"Hooters for Neuters" is a no go

L.A.'s animal services agency decides that just because the name of a fundraiser rhymes doesn't mean it's necessarily a good idea.


Lynn Harris
June 28, 2006 9:17PM (UTC)

Turns out the Los Angeles animal services agency will not be teaming up for a fundraiser with a local Hooters after all. The event, planned for July and canceled this week, was not, as you might have assumed, an effort to Save the Owls. Rather, it was a bikini contest -- Hooters' idea, apparently -- aimed at raising money for area spay and neuter programs, with the also-worthy longer-term goal of reducing the number of animals euthanized in the city's shelters. But "as word of the event spread ... in City Hall, the reaction was swift and nearly unanimous: [agency head Ed] Boks was participating in a spectacularly bad idea," reports the Los Angeles Times, which also printed a swiftly yanked mostly-cleavage version of a poster for the contest, as well as its more discreet replacement. "Not surprisingly, the event quickly raised ire among animal activists and elected officials who believed that the government's domain doesn't extend to judging the relative merits of swimsuit babes."

It does seem a shame to look a gift fundraiser in the mouth, I know, especially one with such an excellently rhyming title. After all, the kitties and puppies don't care where the money comes from. And props to Hooters, I suppose, at least for offering -- if you're going to shill, you might as well save the planet while you're at it (though I'm guessing they won't be organizing to Save the Buffalo Wings anytime soon).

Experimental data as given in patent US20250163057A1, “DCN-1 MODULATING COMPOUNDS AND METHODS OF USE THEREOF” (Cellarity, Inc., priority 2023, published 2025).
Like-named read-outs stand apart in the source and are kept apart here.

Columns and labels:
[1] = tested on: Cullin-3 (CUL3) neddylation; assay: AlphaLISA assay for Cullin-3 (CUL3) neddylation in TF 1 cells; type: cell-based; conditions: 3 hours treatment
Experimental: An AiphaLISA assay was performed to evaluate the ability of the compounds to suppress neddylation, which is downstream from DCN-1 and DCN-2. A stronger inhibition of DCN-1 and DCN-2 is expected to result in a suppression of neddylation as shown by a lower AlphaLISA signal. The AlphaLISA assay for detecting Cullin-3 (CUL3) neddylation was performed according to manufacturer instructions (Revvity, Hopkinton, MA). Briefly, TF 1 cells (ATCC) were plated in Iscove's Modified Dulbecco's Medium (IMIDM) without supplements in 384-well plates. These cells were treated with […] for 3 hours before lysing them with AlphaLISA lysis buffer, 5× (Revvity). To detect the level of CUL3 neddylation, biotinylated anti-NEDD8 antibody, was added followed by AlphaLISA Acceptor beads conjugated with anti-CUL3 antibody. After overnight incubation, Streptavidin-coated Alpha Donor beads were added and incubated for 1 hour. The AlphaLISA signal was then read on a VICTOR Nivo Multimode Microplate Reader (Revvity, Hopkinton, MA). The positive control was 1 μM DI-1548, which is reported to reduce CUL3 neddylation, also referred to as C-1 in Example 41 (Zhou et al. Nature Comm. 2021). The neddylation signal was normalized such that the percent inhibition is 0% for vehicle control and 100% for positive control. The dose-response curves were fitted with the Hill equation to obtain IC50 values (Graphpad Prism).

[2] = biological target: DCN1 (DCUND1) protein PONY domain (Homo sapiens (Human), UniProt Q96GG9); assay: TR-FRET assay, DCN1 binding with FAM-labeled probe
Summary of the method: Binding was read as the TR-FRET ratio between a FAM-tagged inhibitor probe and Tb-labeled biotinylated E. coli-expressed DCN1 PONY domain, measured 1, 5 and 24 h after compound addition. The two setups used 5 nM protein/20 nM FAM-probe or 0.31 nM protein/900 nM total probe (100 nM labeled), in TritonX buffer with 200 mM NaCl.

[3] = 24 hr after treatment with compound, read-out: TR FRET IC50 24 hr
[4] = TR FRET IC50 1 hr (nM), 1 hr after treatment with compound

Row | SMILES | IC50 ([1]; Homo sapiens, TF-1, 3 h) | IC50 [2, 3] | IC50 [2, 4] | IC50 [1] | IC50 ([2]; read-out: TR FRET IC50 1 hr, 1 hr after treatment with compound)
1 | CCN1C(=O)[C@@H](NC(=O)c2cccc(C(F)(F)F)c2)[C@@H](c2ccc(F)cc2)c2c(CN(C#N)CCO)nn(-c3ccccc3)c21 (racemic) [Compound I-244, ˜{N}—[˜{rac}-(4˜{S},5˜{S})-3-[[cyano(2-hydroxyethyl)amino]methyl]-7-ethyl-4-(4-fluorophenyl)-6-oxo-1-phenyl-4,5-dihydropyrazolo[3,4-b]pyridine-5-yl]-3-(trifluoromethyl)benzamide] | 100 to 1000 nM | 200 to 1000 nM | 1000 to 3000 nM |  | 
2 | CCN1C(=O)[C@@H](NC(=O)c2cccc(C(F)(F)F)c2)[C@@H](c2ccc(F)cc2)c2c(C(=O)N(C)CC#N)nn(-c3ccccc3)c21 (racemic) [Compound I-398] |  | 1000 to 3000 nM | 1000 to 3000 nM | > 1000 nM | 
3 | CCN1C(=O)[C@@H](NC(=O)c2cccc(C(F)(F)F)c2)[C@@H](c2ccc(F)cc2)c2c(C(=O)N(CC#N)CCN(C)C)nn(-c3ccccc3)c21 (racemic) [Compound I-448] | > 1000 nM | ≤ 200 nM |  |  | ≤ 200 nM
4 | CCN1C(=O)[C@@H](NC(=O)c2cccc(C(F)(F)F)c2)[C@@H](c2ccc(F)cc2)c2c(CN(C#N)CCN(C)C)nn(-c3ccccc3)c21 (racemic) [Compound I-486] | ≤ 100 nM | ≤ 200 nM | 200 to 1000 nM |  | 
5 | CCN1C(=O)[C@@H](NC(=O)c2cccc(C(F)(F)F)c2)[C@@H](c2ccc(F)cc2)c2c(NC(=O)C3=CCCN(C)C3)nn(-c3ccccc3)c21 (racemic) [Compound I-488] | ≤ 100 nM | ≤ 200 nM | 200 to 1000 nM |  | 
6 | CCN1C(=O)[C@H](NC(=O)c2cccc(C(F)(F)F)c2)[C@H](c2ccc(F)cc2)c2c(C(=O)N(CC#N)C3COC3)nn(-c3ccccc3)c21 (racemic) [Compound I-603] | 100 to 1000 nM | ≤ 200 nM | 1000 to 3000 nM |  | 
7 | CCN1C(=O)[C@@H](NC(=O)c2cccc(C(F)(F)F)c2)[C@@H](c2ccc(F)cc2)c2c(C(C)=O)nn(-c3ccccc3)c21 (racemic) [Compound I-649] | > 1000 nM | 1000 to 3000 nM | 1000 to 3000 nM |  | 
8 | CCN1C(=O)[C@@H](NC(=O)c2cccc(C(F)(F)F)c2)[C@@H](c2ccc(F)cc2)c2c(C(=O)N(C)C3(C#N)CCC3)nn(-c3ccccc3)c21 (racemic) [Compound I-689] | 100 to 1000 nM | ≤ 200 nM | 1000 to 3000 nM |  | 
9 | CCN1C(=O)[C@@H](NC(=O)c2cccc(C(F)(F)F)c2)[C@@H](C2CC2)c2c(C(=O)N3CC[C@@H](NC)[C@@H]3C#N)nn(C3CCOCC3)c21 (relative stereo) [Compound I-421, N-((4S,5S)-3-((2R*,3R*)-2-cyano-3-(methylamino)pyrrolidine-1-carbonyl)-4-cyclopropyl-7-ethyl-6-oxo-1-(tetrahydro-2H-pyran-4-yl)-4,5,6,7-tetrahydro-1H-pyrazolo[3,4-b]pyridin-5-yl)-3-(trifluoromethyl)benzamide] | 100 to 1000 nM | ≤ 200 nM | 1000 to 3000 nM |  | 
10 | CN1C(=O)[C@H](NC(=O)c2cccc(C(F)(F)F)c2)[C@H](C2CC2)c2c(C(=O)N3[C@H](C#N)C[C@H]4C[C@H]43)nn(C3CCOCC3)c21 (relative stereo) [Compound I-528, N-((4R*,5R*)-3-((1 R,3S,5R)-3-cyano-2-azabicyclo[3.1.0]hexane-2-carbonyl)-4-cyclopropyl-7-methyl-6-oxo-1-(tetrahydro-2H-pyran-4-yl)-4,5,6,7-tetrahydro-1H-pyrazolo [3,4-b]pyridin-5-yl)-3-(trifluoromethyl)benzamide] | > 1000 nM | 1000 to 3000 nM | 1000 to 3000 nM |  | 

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Still, what bugs me about Hooters and a city government agency planning to team up for this contest is precisely what bugs me about Hooters: the restaurant chain's feigned-innocent "What boobs?" positioning as a mainstream "family" -- Fido and all -- establishment. That -- arguably, far more than no-excuses XXX porn -- serves to sensitize people to the notion that judging women by their chests is normal, if not something you do over dinner, or in fact while saving the strays. Perhaps the animals would be better served by a more creative fundraising team, and Hooters could take up its own can-at-the-cash-register collections for the causes it cares about.


Lynn Harris

Award-winning journalist Lynn Harris is author of the comic novel "Death by Chick Lit" and co-creator of BreakupGirl.net. She also writes for the New York Times, Glamour, and many others.

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